Thank you to my friends and people throughout the country who have reached out to show support in the wake of my potentially tragic encounter with Knoxville Officer Matthew Janish. I also thank Knoxville Police Chief David Rausch for coming to Charlotte to explain the decision not to discipline Officer Janish and answer my questions. I am disappointed, but not surprised. The system is broken.
On May 3, I was confronted at gunpoint by Officer Janish while I was putting a license plate on an SUV that I purchased from his mother-in-law the previous week. The incident occurred in her driveway, which is across the street from Officer Janish’s home. Janish, who was off-duty, thought I was stealing the truck. After investigating, Knoxville Police determined that Officer Janish’s actions were “lawful and proper.”
My case is another example of how the system is broken. Although my encounter didn’t end tragically, it could have, as all too many have (Philando Castile, Walter Scott, Michael Brown and others), and his actions likely would have still been deemed “lawful and proper.”
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The system is designed to exonerate police officers, not provide justice for their victims. My incident, however, gives me new insight into just how much the law values police lives over the citizens they are supposed to protect.
Chief Rausch said that when investigating complaints, it is essential to understand an officer’s mindset to determine the facts. A mindset is not a fact.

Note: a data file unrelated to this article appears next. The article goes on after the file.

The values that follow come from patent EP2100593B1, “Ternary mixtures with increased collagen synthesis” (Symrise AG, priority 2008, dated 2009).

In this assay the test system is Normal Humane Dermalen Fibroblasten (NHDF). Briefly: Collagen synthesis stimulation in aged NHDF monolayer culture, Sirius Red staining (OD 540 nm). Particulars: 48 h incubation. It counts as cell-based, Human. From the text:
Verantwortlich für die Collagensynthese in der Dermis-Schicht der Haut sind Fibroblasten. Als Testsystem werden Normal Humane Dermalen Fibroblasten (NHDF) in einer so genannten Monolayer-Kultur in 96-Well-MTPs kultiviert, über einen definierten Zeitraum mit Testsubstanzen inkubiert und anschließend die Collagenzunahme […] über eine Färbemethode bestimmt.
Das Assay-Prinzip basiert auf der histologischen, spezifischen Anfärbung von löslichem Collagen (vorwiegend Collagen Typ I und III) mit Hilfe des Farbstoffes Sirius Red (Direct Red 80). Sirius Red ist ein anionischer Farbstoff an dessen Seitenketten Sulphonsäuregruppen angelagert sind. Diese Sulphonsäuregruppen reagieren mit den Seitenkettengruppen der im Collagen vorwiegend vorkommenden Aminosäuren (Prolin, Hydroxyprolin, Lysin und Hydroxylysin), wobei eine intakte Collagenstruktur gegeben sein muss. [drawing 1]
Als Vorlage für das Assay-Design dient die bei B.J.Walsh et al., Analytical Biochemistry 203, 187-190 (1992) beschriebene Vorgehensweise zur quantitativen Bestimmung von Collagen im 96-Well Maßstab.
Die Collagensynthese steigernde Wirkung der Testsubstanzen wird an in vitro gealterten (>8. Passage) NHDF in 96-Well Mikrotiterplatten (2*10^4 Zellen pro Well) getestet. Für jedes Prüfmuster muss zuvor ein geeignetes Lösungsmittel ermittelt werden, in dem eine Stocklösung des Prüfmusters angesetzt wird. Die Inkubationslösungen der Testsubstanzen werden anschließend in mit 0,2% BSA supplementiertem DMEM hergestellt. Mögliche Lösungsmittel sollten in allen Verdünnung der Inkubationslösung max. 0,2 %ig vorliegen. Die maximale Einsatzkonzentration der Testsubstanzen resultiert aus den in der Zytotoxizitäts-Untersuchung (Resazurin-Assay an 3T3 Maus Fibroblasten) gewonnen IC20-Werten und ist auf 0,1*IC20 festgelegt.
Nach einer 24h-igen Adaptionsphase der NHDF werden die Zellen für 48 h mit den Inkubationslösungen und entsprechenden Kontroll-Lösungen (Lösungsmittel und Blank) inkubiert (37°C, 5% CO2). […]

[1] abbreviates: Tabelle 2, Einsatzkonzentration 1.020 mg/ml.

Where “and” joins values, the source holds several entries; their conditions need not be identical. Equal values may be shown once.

Here are the facts that Janish appeared to focus on – the unmarked cab, a black person, the duffel bag and the license plate.
Then here are other facts that he ignored – he knew his mother-in-law was selling the car, it was broad daylight, and I knew her first name, but not her last name. I offered to show him the keys, registration and bill of sale signed by his mother-in-law.
Those are the actual facts. Officer Janish’s mindset was the scenario he created in his head. His fears weren’t facts.
The moment I arrived at Officer Janish’s mother-in-law’s house I became a suspect, and under the law, it seems that Officer Janish became a victim. He could have stayed at his house, called 911 and waited for the sheriff’s department to arrive. Instead he grabbed his weapon and came outside to confront me.
Had I not reacted calmly, Officer Janish likely would have been within his legal rights to shoot me although I wasn’t doing anything illegal. My mere presence with a duffel bag was deemed a threat.
In her statement, Knoxville Mayor Madeline Rogero talked about the extensive training officers receive in appropriate use of force and de-escalation. Asking common-sense questions, before unholstering a weapon, should also be included in police training.
I’m sure the situation looked questionable from Officer Janish’s house, but it warranted the question “what are you doing?” That’s exercising common sense. That’s de-escalation.
During his visit, Chief Rausch talked about lessons learned. I didn’t overreact. I didn’t get angry. So, I survived. He said my behavior is how everyone should act in those situations – comply, survive and complain later. But, it’s not natural to be accused of doing something wrong and not prove your innocence.
I wanted to show him the keys or reach into my bag for the registration and bill of sale. I fought every impulse to do anything that would make him feel threatened. I don’t have de-escalation training. I’m the one being held at gunpoint. I’m the one thinking my life could end if he panics. Yet, I’m the one expected to remain calm.
It seems that the legal system is really asking civilians to de-escalate adrenaline-fueled cops. We must remain calm while facing a loaded gun while the trained officers can panic and overreact.
What about our lives? Who protects us from the people who are supposed to protect us?